Friday, February 13, 2009

Tones Of Home

This peace of art would not be as it is, if it were not for the art peace that I told you about in my last blog entry. So, I guess that’s where I’ll begin this story…

I had just finished painting ‘Hangin’ On’ and I had learned few new things that I was anxious to try again. With ‘Hangin’ On’ I had further learned how to apply multiple layers of ink to create really deep tones.

This second coating of the same colour of ink really brought out a deep and rich tone. I have learned that up to four coatings works well, but after that the drawing board gets too saturated with liquid and the paper starts to fall apart. Unless it’s really needed, I usually contain myself to no more than three coatings of ink.

So… I needed something to paint, and no ideas popped into my head. I asked Joanne to give me a suggestion. She said that since I had been talking so much about how I was missing the rolling fields of my homeland, that I should paint a picture to remind me of the landscape. She continued to suggest that since it was autumn, I should paint an autumn landscape. I thought that this was a great idea!!!

With this painting, I spent a lot of time detailing the shadows of the forests and haystacks. The shadows were created by applying a second coating of the same coloured ink. I just love the shadows on the haystack in the foreground. The fields and the sky were painted with three coats – really close to the edges of each formation. By adding a few drops of water to the inks, I was able to lighten the colours, which allowed me create the illusion of distance.

The title ‘Tones Of Home’ was inspired by a song of the same title, written by Blind Melon. The content of the song has nothing to do with this painting; I just thought that the title sounded cool – it’s a painting with lots of colour ‘tones’ and it’s a painting of my ‘home’.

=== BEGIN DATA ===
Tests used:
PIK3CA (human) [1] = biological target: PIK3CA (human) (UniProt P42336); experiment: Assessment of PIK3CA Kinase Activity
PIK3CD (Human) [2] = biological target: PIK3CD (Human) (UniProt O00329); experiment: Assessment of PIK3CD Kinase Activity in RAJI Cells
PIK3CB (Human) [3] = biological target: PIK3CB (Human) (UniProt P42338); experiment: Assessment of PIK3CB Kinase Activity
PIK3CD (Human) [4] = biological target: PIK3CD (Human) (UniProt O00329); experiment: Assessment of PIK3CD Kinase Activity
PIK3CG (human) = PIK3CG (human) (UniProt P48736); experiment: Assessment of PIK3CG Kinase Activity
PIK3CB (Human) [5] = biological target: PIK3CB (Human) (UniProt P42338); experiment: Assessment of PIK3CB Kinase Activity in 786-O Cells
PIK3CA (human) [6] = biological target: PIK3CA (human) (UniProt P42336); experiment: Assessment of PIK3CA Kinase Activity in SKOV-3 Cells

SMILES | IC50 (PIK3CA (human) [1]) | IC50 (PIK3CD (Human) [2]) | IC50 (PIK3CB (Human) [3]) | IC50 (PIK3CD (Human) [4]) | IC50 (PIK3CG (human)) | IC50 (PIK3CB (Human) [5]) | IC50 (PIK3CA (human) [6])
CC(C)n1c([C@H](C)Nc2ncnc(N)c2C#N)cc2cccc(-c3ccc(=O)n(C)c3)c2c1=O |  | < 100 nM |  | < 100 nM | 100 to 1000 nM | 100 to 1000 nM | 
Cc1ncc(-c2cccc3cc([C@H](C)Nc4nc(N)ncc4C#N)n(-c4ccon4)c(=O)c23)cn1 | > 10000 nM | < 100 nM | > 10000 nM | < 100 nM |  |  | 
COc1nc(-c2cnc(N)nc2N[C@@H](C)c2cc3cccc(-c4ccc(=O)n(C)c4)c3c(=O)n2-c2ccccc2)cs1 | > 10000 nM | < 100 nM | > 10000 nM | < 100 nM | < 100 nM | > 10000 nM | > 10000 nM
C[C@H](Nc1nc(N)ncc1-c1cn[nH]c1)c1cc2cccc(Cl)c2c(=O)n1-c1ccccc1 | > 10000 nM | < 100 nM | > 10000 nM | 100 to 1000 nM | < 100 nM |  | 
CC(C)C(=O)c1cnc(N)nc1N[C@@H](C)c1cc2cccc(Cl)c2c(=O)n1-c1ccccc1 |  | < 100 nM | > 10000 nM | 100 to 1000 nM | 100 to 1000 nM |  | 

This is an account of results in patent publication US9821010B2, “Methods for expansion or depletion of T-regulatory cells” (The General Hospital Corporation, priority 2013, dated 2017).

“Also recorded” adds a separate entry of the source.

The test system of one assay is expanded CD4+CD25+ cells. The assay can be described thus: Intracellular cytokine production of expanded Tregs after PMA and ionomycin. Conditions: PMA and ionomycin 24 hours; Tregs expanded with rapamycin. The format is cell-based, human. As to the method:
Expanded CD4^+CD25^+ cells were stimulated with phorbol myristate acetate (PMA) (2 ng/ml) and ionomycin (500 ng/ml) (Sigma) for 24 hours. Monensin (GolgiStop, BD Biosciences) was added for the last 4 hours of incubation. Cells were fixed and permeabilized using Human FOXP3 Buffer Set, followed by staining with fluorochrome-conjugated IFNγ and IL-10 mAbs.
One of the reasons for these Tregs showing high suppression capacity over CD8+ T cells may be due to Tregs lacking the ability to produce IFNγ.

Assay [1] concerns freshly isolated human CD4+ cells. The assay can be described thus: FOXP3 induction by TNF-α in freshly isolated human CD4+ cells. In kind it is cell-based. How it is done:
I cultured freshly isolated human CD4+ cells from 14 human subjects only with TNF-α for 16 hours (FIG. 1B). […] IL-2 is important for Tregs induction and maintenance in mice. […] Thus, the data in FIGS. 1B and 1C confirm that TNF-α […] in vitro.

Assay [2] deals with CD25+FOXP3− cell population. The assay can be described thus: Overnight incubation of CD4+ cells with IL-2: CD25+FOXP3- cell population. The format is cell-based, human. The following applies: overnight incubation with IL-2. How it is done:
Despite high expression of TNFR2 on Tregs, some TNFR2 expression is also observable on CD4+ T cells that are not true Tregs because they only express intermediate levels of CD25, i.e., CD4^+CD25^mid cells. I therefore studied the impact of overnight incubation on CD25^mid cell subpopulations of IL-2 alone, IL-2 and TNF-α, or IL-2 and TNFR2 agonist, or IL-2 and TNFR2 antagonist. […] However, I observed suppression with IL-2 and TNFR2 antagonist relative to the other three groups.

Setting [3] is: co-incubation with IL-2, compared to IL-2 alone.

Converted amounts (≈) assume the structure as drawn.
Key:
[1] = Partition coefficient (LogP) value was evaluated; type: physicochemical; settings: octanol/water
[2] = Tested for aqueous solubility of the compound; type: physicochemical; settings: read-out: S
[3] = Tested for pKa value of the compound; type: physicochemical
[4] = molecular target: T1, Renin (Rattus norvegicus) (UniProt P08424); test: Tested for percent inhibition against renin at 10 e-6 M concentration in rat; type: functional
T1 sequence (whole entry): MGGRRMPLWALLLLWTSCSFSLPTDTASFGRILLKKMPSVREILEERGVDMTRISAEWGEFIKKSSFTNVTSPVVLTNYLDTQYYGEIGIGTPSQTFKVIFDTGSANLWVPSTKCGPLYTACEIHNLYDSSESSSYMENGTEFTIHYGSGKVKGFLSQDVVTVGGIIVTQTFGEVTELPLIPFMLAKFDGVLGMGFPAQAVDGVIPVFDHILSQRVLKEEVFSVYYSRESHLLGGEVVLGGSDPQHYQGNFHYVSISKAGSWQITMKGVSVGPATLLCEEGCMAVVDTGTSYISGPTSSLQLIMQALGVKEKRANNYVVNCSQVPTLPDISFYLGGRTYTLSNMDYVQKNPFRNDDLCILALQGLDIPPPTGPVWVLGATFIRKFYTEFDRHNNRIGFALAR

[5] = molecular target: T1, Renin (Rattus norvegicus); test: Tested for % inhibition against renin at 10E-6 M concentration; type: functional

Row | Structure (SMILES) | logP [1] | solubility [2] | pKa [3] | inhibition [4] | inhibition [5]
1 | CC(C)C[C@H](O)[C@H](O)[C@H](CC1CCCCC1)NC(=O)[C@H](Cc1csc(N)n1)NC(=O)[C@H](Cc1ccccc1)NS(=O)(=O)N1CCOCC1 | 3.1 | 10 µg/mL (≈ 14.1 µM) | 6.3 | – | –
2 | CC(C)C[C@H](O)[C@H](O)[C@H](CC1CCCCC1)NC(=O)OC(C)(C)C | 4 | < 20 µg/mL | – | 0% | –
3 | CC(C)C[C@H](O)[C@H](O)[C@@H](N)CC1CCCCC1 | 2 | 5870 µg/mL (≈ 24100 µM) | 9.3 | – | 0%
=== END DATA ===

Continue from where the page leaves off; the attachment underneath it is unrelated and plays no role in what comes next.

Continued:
Again, when this art peace was finished, I mailed it to a friend back home.

One aspect of the design of this painting, which may not make sense at first glance, is the second clump of forest. We don’t see any of the tree trunks, just the tops of the trees. This is simply because of the shape of the terrain. Sharp deep valleys were formed throughout this region of Southern Ontario and these valleys are filled with trees. While standing on the farmfields all we will see is the tops of the valley forests.

Last autumn, Joanne and I went for a visit to my parent’s house and while we were there we went for a walk – with my sister. We walked right through the painting ‘Tones of Home’ and found ourselves in the valley that is drawn in this painting.

As you can see, the terrain in these back areas is very wild and oh so beautiful. There is never a visit to my parent’s house that doesn’t include at least one three-hour long hike through these back hills. I really find my peace when I’m there; just sitting, feeling and listening to the sounds of the breeze…


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